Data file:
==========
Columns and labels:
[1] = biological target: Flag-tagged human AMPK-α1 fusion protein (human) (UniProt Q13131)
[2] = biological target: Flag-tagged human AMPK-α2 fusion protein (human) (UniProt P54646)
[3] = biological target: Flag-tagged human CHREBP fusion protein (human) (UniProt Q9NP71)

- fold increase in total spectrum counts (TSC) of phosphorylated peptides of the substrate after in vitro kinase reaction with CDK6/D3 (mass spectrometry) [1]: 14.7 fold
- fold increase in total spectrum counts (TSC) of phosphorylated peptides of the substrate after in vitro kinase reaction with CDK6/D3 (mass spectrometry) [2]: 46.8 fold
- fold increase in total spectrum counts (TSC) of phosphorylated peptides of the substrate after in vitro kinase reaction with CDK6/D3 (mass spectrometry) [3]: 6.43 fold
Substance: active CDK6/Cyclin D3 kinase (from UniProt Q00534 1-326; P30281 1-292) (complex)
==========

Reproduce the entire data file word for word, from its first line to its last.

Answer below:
Columns and labels:
[1] = biological target: Flag-tagged human AMPK-α1 fusion protein (human) (UniProt Q13131)
[2] = biological target: Flag-tagged human AMPK-α2 fusion protein (human) (UniProt P54646)
[3] = biological target: Flag-tagged human CHREBP fusion protein (human) (UniProt Q9NP71)

- fold increase in total spectrum counts (TSC) of phosphorylated peptides of the substrate after in vitro kinase reaction with CDK6/D3 (mass spectrometry) [1]: 14.7 fold
- fold increase in total spectrum counts (TSC) of phosphorylated peptides of the substrate after in vitro kinase reaction with CDK6/D3 (mass spectrometry) [2]: 46.8 fold
- fold increase in total spectrum counts (TSC) of phosphorylated peptides of the substrate after in vitro kinase reaction with CDK6/D3 (mass spectrometry) [3]: 6.43 fold
Substance: active CDK6/Cyclin D3 kinase (from UniProt Q00534 1-326; P30281 1-292) (complex)